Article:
The title of this law is self-explanatory. It introduces "a professional liability insurance for architects, surveyor experts, safety and health coordinators and other service providers in the construction sector relating to construction works and amends various legal provisions regarding civil liability insurance in the construction sector", as mentioned earlier also called the Peeters-Ducarme Law.
This title shows that this law has in principle a larger scope than the Peeters-Borsus Law. Where the latter applies primarily to contractors and architects in the context of housing projects and for works that require the intervention of an architect, the Peeters-Ducarme Law introduces a professional liability insurance for all intellectual professions within the construction sector, with regard to all construction work.
Consequently, the Peeters-Ducarme Law does not apply to contractors, but it applies to all kind of real estate work (and therefore not only with regard to housing projects). Thus, as a result of the execution of all real estate works, the principal will enjoy this protection regardless of the final destination of the property or the possible intervention of an architect.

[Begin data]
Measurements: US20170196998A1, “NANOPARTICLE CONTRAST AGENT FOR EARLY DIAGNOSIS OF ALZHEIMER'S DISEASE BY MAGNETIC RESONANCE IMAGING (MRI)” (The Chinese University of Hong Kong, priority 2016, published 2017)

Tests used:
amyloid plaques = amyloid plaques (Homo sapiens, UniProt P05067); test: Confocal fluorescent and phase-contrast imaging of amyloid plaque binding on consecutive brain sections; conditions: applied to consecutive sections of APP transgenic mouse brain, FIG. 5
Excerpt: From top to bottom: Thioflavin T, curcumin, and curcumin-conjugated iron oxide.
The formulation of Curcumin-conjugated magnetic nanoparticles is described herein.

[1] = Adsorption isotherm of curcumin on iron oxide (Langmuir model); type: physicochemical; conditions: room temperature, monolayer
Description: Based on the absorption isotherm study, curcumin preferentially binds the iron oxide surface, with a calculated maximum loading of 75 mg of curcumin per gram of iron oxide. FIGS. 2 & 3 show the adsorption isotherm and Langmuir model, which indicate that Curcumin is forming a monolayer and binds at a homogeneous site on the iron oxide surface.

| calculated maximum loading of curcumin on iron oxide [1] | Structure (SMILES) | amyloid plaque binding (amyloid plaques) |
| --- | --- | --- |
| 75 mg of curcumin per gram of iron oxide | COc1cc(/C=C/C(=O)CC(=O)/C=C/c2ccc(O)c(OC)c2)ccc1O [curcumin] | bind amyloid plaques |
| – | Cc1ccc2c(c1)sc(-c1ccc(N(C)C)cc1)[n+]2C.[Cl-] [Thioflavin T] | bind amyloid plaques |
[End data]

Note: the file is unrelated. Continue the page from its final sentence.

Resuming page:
Compulsory insurance coverage cannot be lower, per claim, than:
- € 1,500,000 for damage resulting from physical injuries;
- € 500,000 for the total material and immaterial damage;
- € 10,000 for the objects entrusted to the insured by the principal.
The law also provides for a posterior coverage on the basis of which the liability for claims must be covered if the claim is filed within three years after the cessation of the activities of the insured service provider .
Although it could be expected that the Peeters-Ducarme Law has a larger scope than the Peeters-Borsus Law, we must conclude that it is largely eroded by the exceptions that are provided for in respect of the damage that the insurance must cover.
For example, Article 5 of the Peeters-Ducarme Law states that damages are not covered if it is the consequence of a failure to comply with one or more contractual obligations or if damages resulting from environmental degradation, claims relating to an inadequate budget, or disputes in relation to fees and expenses.
These exceptions erode the potentially extensive coverage provided by the Peeters-Ducarme Law significantly and therefore the latter offers less protection than might be expected at first sight.
The Peeters-Ducarme law has been published yesterday (26 June 2019) in the Belgian Official Gazette and will enter into force on 1 July 2019.
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